It's not anything like a religion. Many people seem to be unable, much like you, to see that you _need_ privacy to live a happy life.

        What do I need privacy for? This guy [justin.tv] is broadcasting his live 24/7, he doesn't seem unhappy at all. So what is this privacy good for?

        When it comes to an oppressive state and unjust laws privacy of course helps you to hide from the state, but what if the laws are fine and there is no need to hide, why should I care about privacy? What would be the consequences?

        The only

    • Re:New religion (Score:5, Insightful)

      But it is still as intangible and unattainable as deities from other religions.

      Unattainable? Tell you what, why don't you try and get, say, Rupert Murdoch or King Abdullah of Saudi Arabia to realise what a false and unobtainable idol they are coveting. I mean, anyone can just waltz right up to them on the street and snap a picture.

      It's not like they have hired goons squads and political connections and secretive schedules which outright confound your ability to snoop into their lives is it? I mean, privacy is a fantasy right? There's no way the rich and powerful could have something the rest of us don't if that something simply just doesn't exist right?

      Privacy is very, very real. In todays market centric humanisms, one could almost describe privacy as an obtainable asset which people are willing to pay money for, and one which, because of it's decreasing availability, is becoming ever more expensive to obtain by simple laws of supply and demand. I await an astute poster's follow up comment discussing the rise of a "privacy industry" in response to decreasing supply of this so called "intangible" notion.
  • by mcvos (645701) on Wednesday May 23, 2007 @05:05AM (#19233461)
    It's great that he's created the perfect alibi, and keeping himself out of accidental incarceration on Gitmo, but the real message here is that government institutions are way too sloppy, and that if you do not give up your privacy like this, you may be risking all sorts of harassment and worse. Innocent people do get locked up because of mistakes, malice, or a combination of both.
    • Re: (Score:2, Insightful)

      by bedonnant (958404)
      it actually is the saddest story of all. it is the defeat of the individual, defeat of freedom. this guy spends his every hour in a state of rational paranoia. thank God I dont live in the US anymore.
      • by TheSciBoy (1050166) on Wednesday May 23, 2007 @05:24AM (#19233565)

        Well, it's not paranoia if they're actually after you.

        • Re: (Score:3, Insightful)

          by bedonnant (958404)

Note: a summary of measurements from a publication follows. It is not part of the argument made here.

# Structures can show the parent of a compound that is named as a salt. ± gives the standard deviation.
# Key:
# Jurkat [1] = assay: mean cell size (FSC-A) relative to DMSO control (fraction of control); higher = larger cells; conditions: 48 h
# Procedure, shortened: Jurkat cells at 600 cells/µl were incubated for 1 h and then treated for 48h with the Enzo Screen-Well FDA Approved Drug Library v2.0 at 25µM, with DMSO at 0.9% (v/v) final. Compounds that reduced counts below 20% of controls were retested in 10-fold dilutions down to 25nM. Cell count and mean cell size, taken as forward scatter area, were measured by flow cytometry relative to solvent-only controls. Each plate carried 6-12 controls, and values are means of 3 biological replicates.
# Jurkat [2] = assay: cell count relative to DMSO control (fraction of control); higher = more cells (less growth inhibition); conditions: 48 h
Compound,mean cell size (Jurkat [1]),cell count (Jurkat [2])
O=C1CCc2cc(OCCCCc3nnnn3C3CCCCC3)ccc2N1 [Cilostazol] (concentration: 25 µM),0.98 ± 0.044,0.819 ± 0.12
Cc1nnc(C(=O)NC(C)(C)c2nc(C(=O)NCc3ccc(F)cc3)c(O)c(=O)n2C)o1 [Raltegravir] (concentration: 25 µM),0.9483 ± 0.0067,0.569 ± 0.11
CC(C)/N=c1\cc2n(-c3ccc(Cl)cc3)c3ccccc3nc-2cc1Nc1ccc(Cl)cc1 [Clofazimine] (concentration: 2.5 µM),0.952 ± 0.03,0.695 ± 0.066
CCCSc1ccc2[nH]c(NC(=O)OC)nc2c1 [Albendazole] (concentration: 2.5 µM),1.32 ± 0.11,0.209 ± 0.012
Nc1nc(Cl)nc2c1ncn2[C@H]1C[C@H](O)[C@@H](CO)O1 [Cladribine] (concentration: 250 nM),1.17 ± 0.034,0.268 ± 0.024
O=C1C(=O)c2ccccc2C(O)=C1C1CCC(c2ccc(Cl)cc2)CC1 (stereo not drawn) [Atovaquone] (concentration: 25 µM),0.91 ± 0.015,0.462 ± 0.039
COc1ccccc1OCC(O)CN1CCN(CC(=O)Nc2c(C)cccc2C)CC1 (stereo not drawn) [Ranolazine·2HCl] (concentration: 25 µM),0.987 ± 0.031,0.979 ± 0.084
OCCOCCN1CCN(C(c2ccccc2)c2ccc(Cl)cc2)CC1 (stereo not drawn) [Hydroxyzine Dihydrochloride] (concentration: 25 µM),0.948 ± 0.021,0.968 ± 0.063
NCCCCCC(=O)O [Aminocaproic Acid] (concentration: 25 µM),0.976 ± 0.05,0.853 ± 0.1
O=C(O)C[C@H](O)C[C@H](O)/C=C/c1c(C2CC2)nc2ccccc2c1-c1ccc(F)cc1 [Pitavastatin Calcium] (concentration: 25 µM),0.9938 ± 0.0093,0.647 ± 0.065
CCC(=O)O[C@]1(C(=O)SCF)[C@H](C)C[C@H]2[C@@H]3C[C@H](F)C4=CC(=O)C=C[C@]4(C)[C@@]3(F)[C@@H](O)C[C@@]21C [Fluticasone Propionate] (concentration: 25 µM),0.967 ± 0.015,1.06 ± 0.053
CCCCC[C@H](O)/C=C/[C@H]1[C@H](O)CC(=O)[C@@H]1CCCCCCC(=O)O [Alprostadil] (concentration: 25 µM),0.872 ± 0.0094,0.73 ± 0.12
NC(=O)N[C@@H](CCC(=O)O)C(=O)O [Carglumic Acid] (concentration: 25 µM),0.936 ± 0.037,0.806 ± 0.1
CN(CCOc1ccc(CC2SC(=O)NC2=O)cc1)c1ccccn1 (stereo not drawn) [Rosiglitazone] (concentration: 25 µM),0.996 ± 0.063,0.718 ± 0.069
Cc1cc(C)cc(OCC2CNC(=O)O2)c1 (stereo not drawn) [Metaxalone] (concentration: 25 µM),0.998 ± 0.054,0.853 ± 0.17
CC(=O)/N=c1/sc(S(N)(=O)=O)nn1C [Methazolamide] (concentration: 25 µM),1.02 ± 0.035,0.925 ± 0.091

Well, it's not paranoia if they're actually after you.

          yes, because the FBI would have arrested him for vital information such as what he had for lunch. What he does is surrendering his rights and freedoms as an individual, the victory of an orwellian society.
        • by drgonzo59 (747139)
          No they are not...wait someone's at the doorAKKDfpadmmmmmmmmmmmmmmmmmmmmmmmmmmmmmmmmmmmmmm mmmmmm
      • Re: (Score:3, Informative)

        by Fruit (31966)
        It's even worse in the Netherlands [www.nrc.nl] though (article in Dutch, unfortunately). Summary: privacy and other citizen rights continuously eroding and no one cares.
      • by owlnation (858981)
        Not sure why he just doesn't move to the UK. There he can be recorded on video everywhere he goes, without any extra effort from himself.
      • Unfortunately, that may not be enough to keep you out of the CIA's clutches. For instance, there were these guys [washingtonpost.com]. Even assisting MI5 with counter terrorism [independent.co.uk] may not help.
      • That's how I first misread the headline. The real headline and the guy's story is actually pretty pathetic. He gave up. They won. They'd love it if everyone else did the same.
    • by WoodenRobot (726910) on Wednesday May 23, 2007 @05:11AM (#19233487) Homepage
      Indeed - and that's why 'if you've done nothing wrong you've nothing to fear and no need to hide' is a load of bull.
    • Re: (Score:3, Insightful)

      by CurbyKirby (306431)
      Total openness is an interesting idea, but only if you are guaranteed that everyone is totally open too. Yes, this means organizations as well as individuals. Otherwise, requiring you to publish your life in order to escape either incompetence or profiling (when the results of either is questionably humane incarceration) is absurd. If the government isn't totally open, then why should you have to be? This project is interesting as a thought/art exercise, but its original intent/purpose makes it another